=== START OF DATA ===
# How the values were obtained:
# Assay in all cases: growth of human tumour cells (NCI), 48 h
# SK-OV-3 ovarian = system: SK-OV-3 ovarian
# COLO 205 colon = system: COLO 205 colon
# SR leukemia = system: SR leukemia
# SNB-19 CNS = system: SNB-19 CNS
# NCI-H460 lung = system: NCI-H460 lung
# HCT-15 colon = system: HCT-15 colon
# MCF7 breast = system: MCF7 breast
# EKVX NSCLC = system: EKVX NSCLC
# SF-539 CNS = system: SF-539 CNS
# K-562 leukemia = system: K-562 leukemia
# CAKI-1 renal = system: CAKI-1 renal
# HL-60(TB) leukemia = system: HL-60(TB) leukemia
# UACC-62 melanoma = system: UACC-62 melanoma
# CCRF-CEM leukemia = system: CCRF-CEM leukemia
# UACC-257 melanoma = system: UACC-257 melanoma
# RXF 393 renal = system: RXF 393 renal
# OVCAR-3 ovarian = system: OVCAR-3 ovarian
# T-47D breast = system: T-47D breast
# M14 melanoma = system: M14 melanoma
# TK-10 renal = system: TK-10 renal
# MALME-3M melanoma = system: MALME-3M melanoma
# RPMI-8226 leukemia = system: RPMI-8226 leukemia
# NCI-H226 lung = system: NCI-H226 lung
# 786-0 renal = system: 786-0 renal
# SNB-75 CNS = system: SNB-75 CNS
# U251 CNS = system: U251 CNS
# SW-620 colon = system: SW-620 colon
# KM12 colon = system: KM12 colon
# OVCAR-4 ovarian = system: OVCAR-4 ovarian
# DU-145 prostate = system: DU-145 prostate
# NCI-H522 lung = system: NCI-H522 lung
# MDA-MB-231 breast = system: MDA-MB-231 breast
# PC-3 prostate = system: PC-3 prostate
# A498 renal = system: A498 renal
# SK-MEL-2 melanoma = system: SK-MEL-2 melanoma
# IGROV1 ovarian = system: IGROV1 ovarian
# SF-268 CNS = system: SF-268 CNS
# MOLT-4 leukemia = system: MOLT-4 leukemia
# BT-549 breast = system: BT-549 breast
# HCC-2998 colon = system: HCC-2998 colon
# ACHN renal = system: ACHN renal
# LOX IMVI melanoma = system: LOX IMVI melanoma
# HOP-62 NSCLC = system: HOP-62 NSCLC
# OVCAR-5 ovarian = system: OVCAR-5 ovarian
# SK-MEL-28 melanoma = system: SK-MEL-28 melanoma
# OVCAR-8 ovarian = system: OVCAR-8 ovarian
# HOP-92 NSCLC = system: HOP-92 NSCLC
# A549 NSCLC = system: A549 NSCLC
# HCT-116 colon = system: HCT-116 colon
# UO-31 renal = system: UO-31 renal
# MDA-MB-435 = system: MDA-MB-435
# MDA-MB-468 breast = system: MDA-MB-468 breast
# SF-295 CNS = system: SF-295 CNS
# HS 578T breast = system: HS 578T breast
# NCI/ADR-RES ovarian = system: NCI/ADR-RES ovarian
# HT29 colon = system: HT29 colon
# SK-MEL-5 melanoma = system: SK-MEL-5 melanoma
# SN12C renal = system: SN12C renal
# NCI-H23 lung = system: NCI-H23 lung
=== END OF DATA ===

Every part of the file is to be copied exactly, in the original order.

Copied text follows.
# How the values were obtained:
# Assay in all cases: growth of human tumour cells (NCI), 48 h
# SK-OV-3 ovarian = system: SK-OV-3 ovarian
# COLO 205 colon = system: COLO 205 colon
# SR leukemia = system: SR leukemia
# SNB-19 CNS = system: SNB-19 CNS
# NCI-H460 lung = system: NCI-H460 lung
# HCT-15 colon = system: HCT-15 colon
# MCF7 breast = system: MCF7 breast
# EKVX NSCLC = system: EKVX NSCLC
# SF-539 CNS = system: SF-539 CNS
# K-562 leukemia = system: K-562 leukemia
# CAKI-1 renal = system: CAKI-1 renal
# HL-60(TB) leukemia = system: HL-60(TB) leukemia
# UACC-62 melanoma = system: UACC-62 melanoma
# CCRF-CEM leukemia = system: CCRF-CEM leukemia
# UACC-257 melanoma = system: UACC-257 melanoma
# RXF 393 renal = system: RXF 393 renal
# OVCAR-3 ovarian = system: OVCAR-3 ovarian
# T-47D breast = system: T-47D breast
# M14 melanoma = system: M14 melanoma
# TK-10 renal = system: TK-10 renal
# MALME-3M melanoma = system: MALME-3M melanoma
# RPMI-8226 leukemia = system: RPMI-8226 leukemia
# NCI-H226 lung = system: NCI-H226 lung
# 786-0 renal = system: 786-0 renal
# SNB-75 CNS = system: SNB-75 CNS
# U251 CNS = system: U251 CNS
# SW-620 colon = system: SW-620 colon
# KM12 colon = system: KM12 colon
# OVCAR-4 ovarian = system: OVCAR-4 ovarian
# DU-145 prostate = system: DU-145 prostate
# NCI-H522 lung = system: NCI-H522 lung
# MDA-MB-231 breast = system: MDA-MB-231 breast
# PC-3 prostate = system: PC-3 prostate
# A498 renal = system: A498 renal
# SK-MEL-2 melanoma = system: SK-MEL-2 melanoma
# IGROV1 ovarian = system: IGROV1 ovarian
# SF-268 CNS = system: SF-268 CNS
# MOLT-4 leukemia = system: MOLT-4 leukemia
# BT-549 breast = system: BT-549 breast
# HCC-2998 colon = system: HCC-2998 colon
# ACHN renal = system: ACHN renal
# LOX IMVI melanoma = system: LOX IMVI melanoma
# HOP-62 NSCLC = system: HOP-62 NSCLC
# OVCAR-5 ovarian = system: OVCAR-5 ovarian
# SK-MEL-28 melanoma = system: SK-MEL-28 melanoma
# OVCAR-8 ovarian = system: OVCAR-8 ovarian
# HOP-92 NSCLC = system: HOP-92 NSCLC
# A549 NSCLC = system: A549 NSCLC
# HCT-116 colon = system: HCT-116 colon
# UO-31 renal = system: UO-31 renal
# MDA-MB-435 = system: MDA-MB-435
# MDA-MB-468 breast = system: MDA-MB-468 breast
# SF-295 CNS = system: SF-295 CNS
# HS 578T breast = system: HS 578T breast
# NCI/ADR-RES ovarian = system: NCI/ADR-RES ovarian
# HT29 colon = system: HT29 colon
# SK-MEL-5 melanoma = system: SK-MEL-5 melanoma
# SN12C renal = system: SN12C renal
# NCI-H23 lung = system: NCI-H23 lung